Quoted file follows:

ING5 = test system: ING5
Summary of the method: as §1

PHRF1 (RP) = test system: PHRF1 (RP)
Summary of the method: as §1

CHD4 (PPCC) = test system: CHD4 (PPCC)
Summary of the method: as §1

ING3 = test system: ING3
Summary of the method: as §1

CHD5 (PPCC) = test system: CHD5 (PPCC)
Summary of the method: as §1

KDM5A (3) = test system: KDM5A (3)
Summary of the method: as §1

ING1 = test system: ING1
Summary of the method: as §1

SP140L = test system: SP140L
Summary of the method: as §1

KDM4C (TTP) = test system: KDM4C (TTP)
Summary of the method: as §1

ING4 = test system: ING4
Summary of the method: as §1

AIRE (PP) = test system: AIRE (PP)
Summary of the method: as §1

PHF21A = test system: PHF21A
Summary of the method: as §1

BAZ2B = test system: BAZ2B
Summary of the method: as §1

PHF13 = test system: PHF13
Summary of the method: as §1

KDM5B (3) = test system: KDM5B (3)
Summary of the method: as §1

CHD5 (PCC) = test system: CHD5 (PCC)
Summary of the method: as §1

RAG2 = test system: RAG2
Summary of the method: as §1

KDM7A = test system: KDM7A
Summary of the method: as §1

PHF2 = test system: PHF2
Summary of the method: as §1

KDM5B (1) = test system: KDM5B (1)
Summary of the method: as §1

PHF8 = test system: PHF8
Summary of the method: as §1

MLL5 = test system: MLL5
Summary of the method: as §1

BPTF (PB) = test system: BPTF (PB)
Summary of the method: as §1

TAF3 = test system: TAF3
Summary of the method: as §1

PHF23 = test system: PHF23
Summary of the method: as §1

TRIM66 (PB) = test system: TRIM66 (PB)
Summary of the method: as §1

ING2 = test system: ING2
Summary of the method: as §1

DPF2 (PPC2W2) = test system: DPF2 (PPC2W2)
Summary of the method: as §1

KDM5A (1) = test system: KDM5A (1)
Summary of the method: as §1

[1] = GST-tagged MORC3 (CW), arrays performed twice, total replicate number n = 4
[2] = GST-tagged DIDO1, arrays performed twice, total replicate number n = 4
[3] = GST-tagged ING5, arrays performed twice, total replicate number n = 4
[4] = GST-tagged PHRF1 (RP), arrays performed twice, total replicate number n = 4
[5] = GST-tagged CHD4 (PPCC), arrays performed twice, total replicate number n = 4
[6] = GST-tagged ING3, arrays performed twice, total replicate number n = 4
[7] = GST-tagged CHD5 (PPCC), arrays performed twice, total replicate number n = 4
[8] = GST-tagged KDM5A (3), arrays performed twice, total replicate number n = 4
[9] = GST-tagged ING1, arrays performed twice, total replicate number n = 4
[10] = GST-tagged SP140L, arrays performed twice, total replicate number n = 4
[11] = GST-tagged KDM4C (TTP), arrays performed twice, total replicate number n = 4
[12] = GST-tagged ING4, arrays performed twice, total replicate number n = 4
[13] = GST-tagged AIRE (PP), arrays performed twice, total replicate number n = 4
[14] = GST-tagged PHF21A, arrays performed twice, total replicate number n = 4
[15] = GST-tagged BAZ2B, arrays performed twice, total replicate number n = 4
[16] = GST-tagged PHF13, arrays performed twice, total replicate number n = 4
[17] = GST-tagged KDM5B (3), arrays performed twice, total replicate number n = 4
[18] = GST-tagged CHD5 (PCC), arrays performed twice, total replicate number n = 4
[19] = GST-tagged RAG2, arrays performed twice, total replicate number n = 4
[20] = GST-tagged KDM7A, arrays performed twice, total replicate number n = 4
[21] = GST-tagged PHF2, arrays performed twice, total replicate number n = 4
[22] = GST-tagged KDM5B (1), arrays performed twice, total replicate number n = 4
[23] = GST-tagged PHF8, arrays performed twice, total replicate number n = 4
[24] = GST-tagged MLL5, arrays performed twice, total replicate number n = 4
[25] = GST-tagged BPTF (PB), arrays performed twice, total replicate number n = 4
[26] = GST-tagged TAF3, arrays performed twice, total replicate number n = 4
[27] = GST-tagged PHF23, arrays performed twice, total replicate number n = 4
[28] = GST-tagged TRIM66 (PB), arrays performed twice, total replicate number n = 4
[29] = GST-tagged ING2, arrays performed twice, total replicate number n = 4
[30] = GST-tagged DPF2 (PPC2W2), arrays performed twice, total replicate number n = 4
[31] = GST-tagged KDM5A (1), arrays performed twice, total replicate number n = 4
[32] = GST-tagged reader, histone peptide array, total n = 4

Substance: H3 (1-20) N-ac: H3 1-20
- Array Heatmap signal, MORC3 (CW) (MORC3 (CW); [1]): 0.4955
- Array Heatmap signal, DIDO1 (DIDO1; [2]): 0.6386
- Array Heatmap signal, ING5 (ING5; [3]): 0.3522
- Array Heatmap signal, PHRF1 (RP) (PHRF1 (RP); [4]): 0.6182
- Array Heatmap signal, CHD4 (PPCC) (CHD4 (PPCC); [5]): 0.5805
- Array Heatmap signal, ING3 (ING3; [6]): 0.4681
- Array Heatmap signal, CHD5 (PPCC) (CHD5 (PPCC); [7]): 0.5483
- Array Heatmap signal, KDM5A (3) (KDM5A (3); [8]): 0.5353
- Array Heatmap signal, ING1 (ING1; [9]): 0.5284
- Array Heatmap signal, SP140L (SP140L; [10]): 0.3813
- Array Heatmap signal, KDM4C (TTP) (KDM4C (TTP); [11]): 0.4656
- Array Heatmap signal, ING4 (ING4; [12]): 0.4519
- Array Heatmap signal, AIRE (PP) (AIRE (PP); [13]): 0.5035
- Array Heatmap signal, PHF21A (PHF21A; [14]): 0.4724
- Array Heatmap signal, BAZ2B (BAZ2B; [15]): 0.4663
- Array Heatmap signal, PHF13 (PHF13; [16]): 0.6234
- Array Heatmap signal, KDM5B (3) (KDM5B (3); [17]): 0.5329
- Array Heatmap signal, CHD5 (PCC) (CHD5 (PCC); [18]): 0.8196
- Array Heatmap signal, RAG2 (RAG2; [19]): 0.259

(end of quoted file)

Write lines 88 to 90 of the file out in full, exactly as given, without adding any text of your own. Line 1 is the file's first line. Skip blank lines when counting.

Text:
[30] = GST-tagged DPF2 (PPC2W2), arrays performed twice, total replicate number n = 4
[31] = GST-tagged KDM5A (1), arrays performed twice, total replicate number n = 4
[32] = GST-tagged reader, histone peptide array, total n = 4